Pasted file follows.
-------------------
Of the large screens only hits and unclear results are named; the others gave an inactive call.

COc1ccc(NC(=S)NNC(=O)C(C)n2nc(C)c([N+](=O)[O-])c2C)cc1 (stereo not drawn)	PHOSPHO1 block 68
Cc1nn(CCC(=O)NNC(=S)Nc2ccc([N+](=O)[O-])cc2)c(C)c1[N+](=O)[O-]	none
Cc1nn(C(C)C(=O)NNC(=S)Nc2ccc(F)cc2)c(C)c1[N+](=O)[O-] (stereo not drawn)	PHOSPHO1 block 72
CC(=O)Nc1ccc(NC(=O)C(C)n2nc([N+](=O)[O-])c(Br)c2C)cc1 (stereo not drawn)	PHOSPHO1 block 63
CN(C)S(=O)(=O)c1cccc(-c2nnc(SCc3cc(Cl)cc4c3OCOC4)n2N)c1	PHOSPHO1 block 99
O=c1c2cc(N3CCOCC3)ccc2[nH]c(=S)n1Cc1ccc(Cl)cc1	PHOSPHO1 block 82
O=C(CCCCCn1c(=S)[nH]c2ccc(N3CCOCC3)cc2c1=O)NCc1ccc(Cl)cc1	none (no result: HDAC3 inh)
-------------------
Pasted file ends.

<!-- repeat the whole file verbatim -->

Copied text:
Of the large screens only hits and unclear results are named; the others gave an inactive call.

COc1ccc(NC(=S)NNC(=O)C(C)n2nc(C)c([N+](=O)[O-])c2C)cc1 (stereo not drawn)	PHOSPHO1 block 68
Cc1nn(CCC(=O)NNC(=S)Nc2ccc([N+](=O)[O-])cc2)c(C)c1[N+](=O)[O-]	none
Cc1nn(C(C)C(=O)NNC(=S)Nc2ccc(F)cc2)c(C)c1[N+](=O)[O-] (stereo not drawn)	PHOSPHO1 block 72
CC(=O)Nc1ccc(NC(=O)C(C)n2nc([N+](=O)[O-])c(Br)c2C)cc1 (stereo not drawn)	PHOSPHO1 block 63
CN(C)S(=O)(=O)c1cccc(-c2nnc(SCc3cc(Cl)cc4c3OCOC4)n2N)c1	PHOSPHO1 block 99
O=c1c2cc(N3CCOCC3)ccc2[nH]c(=S)n1Cc1ccc(Cl)cc1	PHOSPHO1 block 82
O=C(CCCCCn1c(=S)[nH]c2ccc(N3CCOCC3)cc2c1=O)NCc1ccc(Cl)cc1	none (no result: HDAC3 inh)